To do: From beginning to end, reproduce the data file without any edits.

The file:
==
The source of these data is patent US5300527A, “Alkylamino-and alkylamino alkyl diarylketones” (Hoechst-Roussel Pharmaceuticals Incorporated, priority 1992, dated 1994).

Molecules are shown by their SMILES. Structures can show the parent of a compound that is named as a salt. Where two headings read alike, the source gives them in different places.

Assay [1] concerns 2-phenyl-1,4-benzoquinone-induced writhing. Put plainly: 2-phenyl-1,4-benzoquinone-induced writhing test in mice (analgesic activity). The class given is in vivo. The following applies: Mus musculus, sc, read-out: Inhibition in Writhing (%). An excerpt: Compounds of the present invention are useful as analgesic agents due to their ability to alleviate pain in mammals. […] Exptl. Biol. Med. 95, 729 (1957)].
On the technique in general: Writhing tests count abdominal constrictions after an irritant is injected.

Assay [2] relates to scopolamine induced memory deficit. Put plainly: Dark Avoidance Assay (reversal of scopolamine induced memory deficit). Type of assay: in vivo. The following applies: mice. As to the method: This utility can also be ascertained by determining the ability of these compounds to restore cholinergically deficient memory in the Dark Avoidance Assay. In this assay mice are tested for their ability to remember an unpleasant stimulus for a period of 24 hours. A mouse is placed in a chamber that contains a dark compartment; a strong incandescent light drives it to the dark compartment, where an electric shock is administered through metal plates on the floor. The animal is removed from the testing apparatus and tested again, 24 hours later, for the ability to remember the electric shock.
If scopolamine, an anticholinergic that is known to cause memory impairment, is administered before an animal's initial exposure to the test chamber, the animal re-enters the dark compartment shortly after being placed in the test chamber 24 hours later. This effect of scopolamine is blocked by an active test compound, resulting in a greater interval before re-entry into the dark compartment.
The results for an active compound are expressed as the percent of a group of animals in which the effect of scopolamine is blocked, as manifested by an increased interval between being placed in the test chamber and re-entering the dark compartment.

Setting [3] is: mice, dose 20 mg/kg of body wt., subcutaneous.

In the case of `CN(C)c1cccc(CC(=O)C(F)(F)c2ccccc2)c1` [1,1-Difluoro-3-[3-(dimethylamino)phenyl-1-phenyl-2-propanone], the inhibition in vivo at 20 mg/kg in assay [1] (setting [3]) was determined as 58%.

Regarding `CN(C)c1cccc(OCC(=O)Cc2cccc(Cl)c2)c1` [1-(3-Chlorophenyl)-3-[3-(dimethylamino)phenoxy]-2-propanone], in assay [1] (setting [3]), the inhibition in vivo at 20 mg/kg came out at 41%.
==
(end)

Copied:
The source of these data is patent US5300527A, “Alkylamino-and alkylamino alkyl diarylketones” (Hoechst-Roussel Pharmaceuticals Incorporated, priority 1992, dated 1994).

Molecules are shown by their SMILES. Structures can show the parent of a compound that is named as a salt. Where two headings read alike, the source gives them in different places.

Assay [1] concerns 2-phenyl-1,4-benzoquinone-induced writhing. Put plainly: 2-phenyl-1,4-benzoquinone-induced writhing test in mice (analgesic activity). The class given is in vivo. The following applies: Mus musculus, sc, read-out: Inhibition in Writhing (%). An excerpt: Compounds of the present invention are useful as analgesic agents due to their ability to alleviate pain in mammals. […] Exptl. Biol. Med. 95, 729 (1957)].
On the technique in general: Writhing tests count abdominal constrictions after an irritant is injected.

Assay [2] relates to scopolamine induced memory deficit. Put plainly: Dark Avoidance Assay (reversal of scopolamine induced memory deficit). Type of assay: in vivo. The following applies: mice. As to the method: This utility can also be ascertained by determining the ability of these compounds to restore cholinergically deficient memory in the Dark Avoidance Assay. In this assay mice are tested for their ability to remember an unpleasant stimulus for a period of 24 hours. A mouse is placed in a chamber that contains a dark compartment; a strong incandescent light drives it to the dark compartment, where an electric shock is administered through metal plates on the floor. The animal is removed from the testing apparatus and tested again, 24 hours later, for the ability to remember the electric shock.
If scopolamine, an anticholinergic that is known to cause memory impairment, is administered before an animal's initial exposure to the test chamber, the animal re-enters the dark compartment shortly after being placed in the test chamber 24 hours later. This effect of scopolamine is blocked by an active test compound, resulting in a greater interval before re-entry into the dark compartment.
The results for an active compound are expressed as the percent of a group of animals in which the effect of scopolamine is blocked, as manifested by an increased interval between being placed in the test chamber and re-entering the dark compartment.

Setting [3] is: mice, dose 20 mg/kg of body wt., subcutaneous.

In the case of `CN(C)c1cccc(CC(=O)C(F)(F)c2ccccc2)c1` [1,1-Difluoro-3-[3-(dimethylamino)phenyl-1-phenyl-2-propanone], the inhibition in vivo at 20 mg/kg in assay [1] (setting [3]) was determined as 58%.

Regarding `CN(C)c1cccc(OCC(=O)Cc2cccc(Cl)c2)c1` [1-(3-Chlorophenyl)-3-[3-(dimethylamino)phenoxy]-2-propanone], in assay [1] (setting [3]), the inhibition in vivo at 20 mg/kg came out at 41%.